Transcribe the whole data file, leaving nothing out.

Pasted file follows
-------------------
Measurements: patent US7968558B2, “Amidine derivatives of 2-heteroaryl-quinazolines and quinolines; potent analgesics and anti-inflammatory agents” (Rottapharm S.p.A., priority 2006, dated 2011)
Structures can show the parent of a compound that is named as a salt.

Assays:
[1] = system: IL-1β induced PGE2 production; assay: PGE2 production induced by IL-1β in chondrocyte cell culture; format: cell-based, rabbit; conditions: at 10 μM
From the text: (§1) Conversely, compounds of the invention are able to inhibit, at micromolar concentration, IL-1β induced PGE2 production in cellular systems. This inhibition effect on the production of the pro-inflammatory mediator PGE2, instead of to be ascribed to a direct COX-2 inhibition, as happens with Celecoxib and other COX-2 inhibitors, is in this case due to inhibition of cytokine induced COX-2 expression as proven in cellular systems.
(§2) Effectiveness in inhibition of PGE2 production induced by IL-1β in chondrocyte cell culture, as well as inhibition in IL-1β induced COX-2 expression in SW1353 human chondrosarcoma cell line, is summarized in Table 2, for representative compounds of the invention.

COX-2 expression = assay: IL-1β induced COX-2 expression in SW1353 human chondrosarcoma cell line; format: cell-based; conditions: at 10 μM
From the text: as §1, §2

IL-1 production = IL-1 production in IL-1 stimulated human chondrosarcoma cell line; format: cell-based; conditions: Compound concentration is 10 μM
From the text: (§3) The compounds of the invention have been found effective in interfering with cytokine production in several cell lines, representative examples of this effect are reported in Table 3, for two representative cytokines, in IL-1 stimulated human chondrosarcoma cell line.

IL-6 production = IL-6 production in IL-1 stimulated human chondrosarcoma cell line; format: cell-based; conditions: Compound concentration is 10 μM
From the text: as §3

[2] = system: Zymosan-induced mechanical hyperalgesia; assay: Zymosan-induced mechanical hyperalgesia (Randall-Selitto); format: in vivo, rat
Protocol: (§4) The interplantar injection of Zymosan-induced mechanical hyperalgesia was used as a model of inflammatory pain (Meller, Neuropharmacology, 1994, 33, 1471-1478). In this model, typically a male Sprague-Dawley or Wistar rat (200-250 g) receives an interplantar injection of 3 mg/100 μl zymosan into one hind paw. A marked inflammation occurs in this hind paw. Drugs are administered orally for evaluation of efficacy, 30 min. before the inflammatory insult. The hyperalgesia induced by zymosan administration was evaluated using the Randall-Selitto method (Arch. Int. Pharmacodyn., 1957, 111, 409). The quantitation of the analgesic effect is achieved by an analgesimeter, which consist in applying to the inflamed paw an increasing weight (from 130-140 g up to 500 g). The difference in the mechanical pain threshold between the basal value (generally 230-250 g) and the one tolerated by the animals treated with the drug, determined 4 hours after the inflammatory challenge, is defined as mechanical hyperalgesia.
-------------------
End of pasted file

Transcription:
Measurements: patent US7968558B2, “Amidine derivatives of 2-heteroaryl-quinazolines and quinolines; potent analgesics and anti-inflammatory agents” (Rottapharm S.p.A., priority 2006, dated 2011)
Structures can show the parent of a compound that is named as a salt.

Assays:
[1] = system: IL-1β induced PGE2 production; assay: PGE2 production induced by IL-1β in chondrocyte cell culture; format: cell-based, rabbit; conditions: at 10 μM
From the text: (§1) Conversely, compounds of the invention are able to inhibit, at micromolar concentration, IL-1β induced PGE2 production in cellular systems. This inhibition effect on the production of the pro-inflammatory mediator PGE2, instead of to be ascribed to a direct COX-2 inhibition, as happens with Celecoxib and other COX-2 inhibitors, is in this case due to inhibition of cytokine induced COX-2 expression as proven in cellular systems.
(§2) Effectiveness in inhibition of PGE2 production induced by IL-1β in chondrocyte cell culture, as well as inhibition in IL-1β induced COX-2 expression in SW1353 human chondrosarcoma cell line, is summarized in Table 2, for representative compounds of the invention.

COX-2 expression = assay: IL-1β induced COX-2 expression in SW1353 human chondrosarcoma cell line; format: cell-based; conditions: at 10 μM
From the text: as §1, §2

IL-1 production = IL-1 production in IL-1 stimulated human chondrosarcoma cell line; format: cell-based; conditions: Compound concentration is 10 μM
From the text: (§3) The compounds of the invention have been found effective in interfering with cytokine production in several cell lines, representative examples of this effect are reported in Table 3, for two representative cytokines, in IL-1 stimulated human chondrosarcoma cell line.

IL-6 production = IL-6 production in IL-1 stimulated human chondrosarcoma cell line; format: cell-based; conditions: Compound concentration is 10 μM
From the text: as §3

[2] = system: Zymosan-induced mechanical hyperalgesia; assay: Zymosan-induced mechanical hyperalgesia (Randall-Selitto); format: in vivo, rat
Protocol: (§4) The interplantar injection of Zymosan-induced mechanical hyperalgesia was used as a model of inflammatory pain (Meller, Neuropharmacology, 1994, 33, 1471-1478). In this model, typically a male Sprague-Dawley or Wistar rat (200-250 g) receives an interplantar injection of 3 mg/100 μl zymosan into one hind paw. A marked inflammation occurs in this hind paw. Drugs are administered orally for evaluation of efficacy, 30 min. before the inflammatory insult. The hyperalgesia induced by zymosan administration was evaluated using the Randall-Selitto method (Arch. Int. Pharmacodyn., 1957, 111, 409). The quantitation of the analgesic effect is achieved by an analgesimeter, which consist in applying to the inflamed paw an increasing weight (from 130-140 g up to 500 g). The difference in the mechanical pain threshold between the basal value (generally 230-250 g) and the one tolerated by the animals treated with the drug, determined 4 hours after the inflammatory challenge, is defined as mechanical hyperalgesia.